He’d been on his way to meet Marcie for a drink at McCourty’s, having planned to get there just in time. Marcie had been going on about getting married again, on the phone at work, talking about the ring she seemed convinced he’d promised her. He’d wanted to avoid leaving himself too much time to think about it before Marcie showed up, but the normally halting, wheezy Green Line had been mysteriously functional that day.
As he stared at the boots, Quentin had been thinking about how great the Patriots had played the night before, Brady especially. The way he surveyed the field like a Patton or a Rommel, completely unflappable no matter how many rushers or blitzers, no matter how tight the coverage; the way he put the ball just where it needed to be and used his feet to escape danger time and again.
But Quentin wasn’t Tom Brady or anybody else special. He was an average guy who’d gone to Northeastern. For Quentin, there was no worldwide fame, no massive salary, no supermodel wife.
Inside, the warm, bright store was decked out for Christmas. A jazz-infused “God Rest Ye Merry Gentlemen” bounced from the speakers, full of celebratory pomp and infectious cheer. Bristling evergreen branches and bunches of blood-red holly berries looming all around, Quentin made directly for the boots. Before he could get to them he was intercepted by an elderly, well-dressed gentleman. His name tag read, Ajax.
“I see you have come for them,” said Ajax.
“How…?” Quentin replied, slitting his gaze.
“I saw you standing there, outside the window, staring at the Tom Brady boots like a lost puppy. You were practically drooling.”
“Do puppies drool?”
“Why does it matter?”
“I just want to make sure you’re not using some nonsense sales line on me.”
“Yes, puppies drool. Sometimes. You want to try ‘em on or what?”
“I guess,” he said, checking his phone and seeing he still had fifteen minutes, “Why not?”
“That’s the spirit,” said Ajax, hustling towards the back of the store and disappearing behind a black velvet curtain. Ajax emerged moments later with a glossy red shoebox. The top read Alpha Frontiero Tom Brady Special Edition in looping, white cursive. He ushered Quentin towards a leather-clad library chair, knelt before him, setting the box down. He opened it with great flourish, a magician revealing his prestige.
“You didn’t ask my size.”
Ajax stared at Quentin’s feet. “I’m a shoe guy.”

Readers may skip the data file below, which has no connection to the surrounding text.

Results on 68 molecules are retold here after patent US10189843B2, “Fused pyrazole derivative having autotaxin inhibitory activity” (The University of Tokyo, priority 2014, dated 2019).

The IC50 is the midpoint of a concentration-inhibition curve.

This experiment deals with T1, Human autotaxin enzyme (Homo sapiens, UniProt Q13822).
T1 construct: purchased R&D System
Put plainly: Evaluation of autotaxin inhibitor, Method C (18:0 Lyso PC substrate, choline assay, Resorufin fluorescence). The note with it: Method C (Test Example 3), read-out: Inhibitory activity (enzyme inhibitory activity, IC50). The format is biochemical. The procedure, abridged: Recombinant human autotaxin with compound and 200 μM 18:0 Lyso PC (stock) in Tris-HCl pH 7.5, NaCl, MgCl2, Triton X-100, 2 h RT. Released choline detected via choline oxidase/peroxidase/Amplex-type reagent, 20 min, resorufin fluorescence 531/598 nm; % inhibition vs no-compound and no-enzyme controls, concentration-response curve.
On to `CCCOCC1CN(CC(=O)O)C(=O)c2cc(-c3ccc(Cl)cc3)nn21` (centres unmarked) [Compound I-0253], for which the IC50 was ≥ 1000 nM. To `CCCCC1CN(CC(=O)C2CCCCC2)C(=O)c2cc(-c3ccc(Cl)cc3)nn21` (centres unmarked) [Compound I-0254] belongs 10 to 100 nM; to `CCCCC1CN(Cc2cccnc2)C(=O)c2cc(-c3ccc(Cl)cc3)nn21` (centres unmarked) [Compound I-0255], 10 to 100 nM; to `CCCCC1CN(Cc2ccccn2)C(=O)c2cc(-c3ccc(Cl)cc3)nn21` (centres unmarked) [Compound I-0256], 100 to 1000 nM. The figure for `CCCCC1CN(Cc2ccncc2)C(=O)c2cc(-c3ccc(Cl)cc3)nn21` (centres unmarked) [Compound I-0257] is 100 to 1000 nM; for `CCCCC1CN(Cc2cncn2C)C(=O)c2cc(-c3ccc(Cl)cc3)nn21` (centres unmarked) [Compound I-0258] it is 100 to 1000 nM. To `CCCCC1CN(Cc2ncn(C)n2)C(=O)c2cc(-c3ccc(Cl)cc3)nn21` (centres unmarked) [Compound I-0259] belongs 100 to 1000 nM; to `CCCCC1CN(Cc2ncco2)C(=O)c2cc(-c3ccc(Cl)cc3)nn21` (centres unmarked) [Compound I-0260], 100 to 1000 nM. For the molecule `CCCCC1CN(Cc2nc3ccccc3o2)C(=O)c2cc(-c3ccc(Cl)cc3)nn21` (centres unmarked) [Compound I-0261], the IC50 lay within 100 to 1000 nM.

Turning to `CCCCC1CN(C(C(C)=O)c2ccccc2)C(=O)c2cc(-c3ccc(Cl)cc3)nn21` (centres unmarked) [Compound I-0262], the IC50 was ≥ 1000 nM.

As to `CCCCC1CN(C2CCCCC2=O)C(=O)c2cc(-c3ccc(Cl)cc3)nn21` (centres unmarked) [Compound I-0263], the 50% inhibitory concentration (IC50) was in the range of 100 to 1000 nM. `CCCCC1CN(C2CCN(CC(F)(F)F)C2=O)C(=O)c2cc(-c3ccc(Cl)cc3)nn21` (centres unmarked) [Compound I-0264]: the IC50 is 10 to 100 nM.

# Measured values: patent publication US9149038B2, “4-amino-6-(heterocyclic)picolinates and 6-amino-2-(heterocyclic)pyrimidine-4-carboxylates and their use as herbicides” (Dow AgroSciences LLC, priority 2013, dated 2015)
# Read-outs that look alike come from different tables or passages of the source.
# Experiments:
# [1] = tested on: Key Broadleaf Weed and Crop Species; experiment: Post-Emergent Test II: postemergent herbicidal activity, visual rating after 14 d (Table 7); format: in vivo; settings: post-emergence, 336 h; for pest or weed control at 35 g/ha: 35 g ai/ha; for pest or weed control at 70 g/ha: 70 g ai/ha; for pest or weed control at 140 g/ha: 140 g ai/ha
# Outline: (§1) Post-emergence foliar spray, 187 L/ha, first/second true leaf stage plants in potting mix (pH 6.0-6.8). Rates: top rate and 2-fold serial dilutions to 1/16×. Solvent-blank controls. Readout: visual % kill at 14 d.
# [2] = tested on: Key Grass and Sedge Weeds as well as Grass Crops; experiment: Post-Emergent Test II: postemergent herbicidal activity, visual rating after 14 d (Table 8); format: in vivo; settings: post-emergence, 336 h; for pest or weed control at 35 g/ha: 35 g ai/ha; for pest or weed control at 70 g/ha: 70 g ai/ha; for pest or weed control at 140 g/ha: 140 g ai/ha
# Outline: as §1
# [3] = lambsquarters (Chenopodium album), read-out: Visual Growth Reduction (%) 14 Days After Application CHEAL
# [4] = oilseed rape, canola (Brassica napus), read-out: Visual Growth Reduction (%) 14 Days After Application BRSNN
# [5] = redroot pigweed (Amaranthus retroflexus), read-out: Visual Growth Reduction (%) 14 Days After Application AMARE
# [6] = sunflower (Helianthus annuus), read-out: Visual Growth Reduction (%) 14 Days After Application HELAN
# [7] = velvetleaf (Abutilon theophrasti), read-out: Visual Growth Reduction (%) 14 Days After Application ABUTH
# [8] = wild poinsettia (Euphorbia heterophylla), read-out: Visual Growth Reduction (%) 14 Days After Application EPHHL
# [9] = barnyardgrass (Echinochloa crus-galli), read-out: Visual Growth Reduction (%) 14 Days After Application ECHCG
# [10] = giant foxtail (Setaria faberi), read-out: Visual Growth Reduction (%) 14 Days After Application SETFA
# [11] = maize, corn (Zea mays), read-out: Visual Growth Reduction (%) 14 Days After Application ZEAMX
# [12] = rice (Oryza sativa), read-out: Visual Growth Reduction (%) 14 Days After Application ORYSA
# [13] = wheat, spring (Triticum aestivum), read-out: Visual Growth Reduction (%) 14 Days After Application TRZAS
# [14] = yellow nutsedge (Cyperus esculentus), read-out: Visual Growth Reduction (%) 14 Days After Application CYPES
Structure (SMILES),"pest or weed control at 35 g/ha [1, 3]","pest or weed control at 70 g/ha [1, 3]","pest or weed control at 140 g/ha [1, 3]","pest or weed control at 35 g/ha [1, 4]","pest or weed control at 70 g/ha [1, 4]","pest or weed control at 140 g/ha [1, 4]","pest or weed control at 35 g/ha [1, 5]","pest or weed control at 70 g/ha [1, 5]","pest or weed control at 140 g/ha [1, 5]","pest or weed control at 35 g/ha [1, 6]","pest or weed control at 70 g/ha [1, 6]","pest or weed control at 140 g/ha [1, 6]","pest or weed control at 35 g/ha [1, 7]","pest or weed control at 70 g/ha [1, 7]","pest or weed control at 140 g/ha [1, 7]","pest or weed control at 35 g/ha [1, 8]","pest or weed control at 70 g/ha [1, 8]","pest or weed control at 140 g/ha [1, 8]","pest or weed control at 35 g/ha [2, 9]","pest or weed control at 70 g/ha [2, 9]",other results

“I don’t know what that means.”
“It means trust me.”
Quentin tried the boots on. Sure enough, they fit perfectly. He walked around the store in them, looking down and admiring how perfect they truly were. It was just as televisual Tom Brady had confided to him eleven times the night before.
Ajax smiled a knowing smile. “You want them. I can tell.”
“The Alpha Frontiero Tom Brady Special Editions? These ones are nine hundred ninety-nine dollars and ninety-nine cents.”
“For a pair of fucking boots?” asked Quentin.
“You saw the commercial. These aren’t just fucking boots,” said Ajax, pointing at a life-size display of Tom Brady in the corner. A speech balloon hovered off to the right restating Brady’s pay-off line from the night before as Ajax intoned, “These boots will change your life. Guaranteed.”
Quentin had the money, sort of. What he actually had was a plastic card with a high enough credit limit that Ajax would allow him to take possession of the boots. It was just that if Quentin spent his plastic pseudo-money on the boots, he wouldn’t have it for a down payment on a ring for cute, sweet, smart, (boring) Marcie who he liked, but didn’t like enough. However, as Quentin turned this issue over in his head, he realized he might kill two birds with one stone.
“Fine,” he said to Ajax, nearly dropping an f-bomb with it, “I’ll take them.”
“Cash or credit?” Ajax asked, chuckling.
Marcie was sitting at the main bar when Quentin got to McCourty’s. She’d already ordered Quentin a beer, which caused him to think that Marcie really was a pretty good girlfriend, which caused him to feel bad about what he was about to do.
“I ordered you a beer,” she offered.